For 717 reviews, this critic has graded:
  • 58% higher than the average critic
  • 5% same as the average critic
  • 37% lower than the average critic
On average, this critic grades 2 points lower than other critics. (0-100 point scale)

Robert Lloyd's Scores

Average review score: 64
Highest review score: 100 Lemony Snicket's A Series of Unfortunate Events (2017): Season 1
Lowest review score: 0 I Wanna Marry Harry: Season 1
Score distribution:
  1. Negative: 30 out of 717
717 tv reviews
    • 92 Metascore
    • 80 Robert Lloyd
    A studiously handsome, generally impressive 10-part series.
    • 68 Metascore
    • 80 Robert Lloyd
    As predictable, or artificial, as the show can seem, when you take stock of it--even in its dark themes and situations--it is vital and inviting, fundamentally true to its characters and hard to put down.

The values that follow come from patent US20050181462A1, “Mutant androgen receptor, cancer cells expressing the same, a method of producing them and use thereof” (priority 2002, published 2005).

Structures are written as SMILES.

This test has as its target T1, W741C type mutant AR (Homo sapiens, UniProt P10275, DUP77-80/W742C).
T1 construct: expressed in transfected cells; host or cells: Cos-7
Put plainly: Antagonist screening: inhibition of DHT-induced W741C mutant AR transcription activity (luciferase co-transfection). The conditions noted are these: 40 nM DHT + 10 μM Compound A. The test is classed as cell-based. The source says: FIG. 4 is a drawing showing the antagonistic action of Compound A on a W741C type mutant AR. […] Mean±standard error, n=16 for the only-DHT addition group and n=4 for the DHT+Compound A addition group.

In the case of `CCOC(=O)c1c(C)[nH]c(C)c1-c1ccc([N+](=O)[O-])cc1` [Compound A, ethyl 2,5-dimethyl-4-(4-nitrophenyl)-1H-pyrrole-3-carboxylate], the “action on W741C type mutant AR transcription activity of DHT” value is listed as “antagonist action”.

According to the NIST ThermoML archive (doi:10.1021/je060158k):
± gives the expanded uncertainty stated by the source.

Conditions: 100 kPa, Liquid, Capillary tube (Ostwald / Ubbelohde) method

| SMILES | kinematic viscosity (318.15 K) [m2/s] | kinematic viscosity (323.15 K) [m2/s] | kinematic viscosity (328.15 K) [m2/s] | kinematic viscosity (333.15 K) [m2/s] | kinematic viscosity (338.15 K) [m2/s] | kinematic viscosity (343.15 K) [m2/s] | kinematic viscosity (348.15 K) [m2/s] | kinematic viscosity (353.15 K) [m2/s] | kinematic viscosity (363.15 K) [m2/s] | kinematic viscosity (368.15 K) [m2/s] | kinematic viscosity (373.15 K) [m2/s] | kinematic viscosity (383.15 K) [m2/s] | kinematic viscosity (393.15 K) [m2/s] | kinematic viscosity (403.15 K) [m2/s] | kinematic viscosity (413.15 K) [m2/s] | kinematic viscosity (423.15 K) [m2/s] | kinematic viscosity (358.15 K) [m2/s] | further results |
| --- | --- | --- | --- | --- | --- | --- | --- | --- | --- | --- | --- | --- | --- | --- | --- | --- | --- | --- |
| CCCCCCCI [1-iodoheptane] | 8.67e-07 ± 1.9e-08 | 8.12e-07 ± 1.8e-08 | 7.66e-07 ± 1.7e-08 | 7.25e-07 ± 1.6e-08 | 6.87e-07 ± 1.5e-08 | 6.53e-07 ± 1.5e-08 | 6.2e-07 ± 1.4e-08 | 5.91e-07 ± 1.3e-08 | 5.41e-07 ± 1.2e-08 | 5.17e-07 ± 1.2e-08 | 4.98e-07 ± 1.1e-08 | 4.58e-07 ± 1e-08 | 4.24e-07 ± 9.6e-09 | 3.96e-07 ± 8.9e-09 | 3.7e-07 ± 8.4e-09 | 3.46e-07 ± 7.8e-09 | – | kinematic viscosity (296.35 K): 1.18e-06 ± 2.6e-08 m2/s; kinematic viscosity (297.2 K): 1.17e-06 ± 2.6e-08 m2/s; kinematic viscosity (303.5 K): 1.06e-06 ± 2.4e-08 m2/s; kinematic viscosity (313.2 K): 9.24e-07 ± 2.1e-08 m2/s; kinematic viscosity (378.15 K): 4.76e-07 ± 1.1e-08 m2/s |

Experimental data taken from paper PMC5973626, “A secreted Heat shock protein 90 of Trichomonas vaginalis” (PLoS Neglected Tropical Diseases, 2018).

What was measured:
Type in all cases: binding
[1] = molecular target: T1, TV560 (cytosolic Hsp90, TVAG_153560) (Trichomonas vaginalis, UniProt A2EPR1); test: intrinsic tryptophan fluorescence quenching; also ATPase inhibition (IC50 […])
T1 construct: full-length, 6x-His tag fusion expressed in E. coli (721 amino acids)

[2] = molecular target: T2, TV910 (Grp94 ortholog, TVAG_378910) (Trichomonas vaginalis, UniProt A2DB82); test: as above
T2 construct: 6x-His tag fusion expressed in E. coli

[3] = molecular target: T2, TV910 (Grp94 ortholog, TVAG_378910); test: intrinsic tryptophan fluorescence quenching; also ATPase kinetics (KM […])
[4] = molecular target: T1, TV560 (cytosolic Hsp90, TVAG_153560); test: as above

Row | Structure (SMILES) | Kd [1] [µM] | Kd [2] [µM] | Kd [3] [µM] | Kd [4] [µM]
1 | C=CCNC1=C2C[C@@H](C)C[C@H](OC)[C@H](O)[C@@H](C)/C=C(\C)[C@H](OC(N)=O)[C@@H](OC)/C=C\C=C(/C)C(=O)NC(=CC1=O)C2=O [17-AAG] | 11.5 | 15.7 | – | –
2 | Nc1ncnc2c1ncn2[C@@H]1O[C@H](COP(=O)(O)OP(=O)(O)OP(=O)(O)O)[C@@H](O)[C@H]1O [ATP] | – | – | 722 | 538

• 71 Metascore
    • 80 Robert Lloyd
    The dialogue has a nice snap, the jokes come from just to the left of where you expect them to, and the players are all first-rate.
    • 75 Metascore
    • 80 Robert Lloyd
    A few caricatures stick out among the characters, but the subtler conceptions, on the page and in performance, win out.
    • 75 Metascore
    • 80 Robert Lloyd
    A delightful, knockabout new sitcom.
    • tbd Metascore
    • 80 Robert Lloyd
    [An] immediately exciting new season.
    • 54 Metascore
    • 80 Robert Lloyd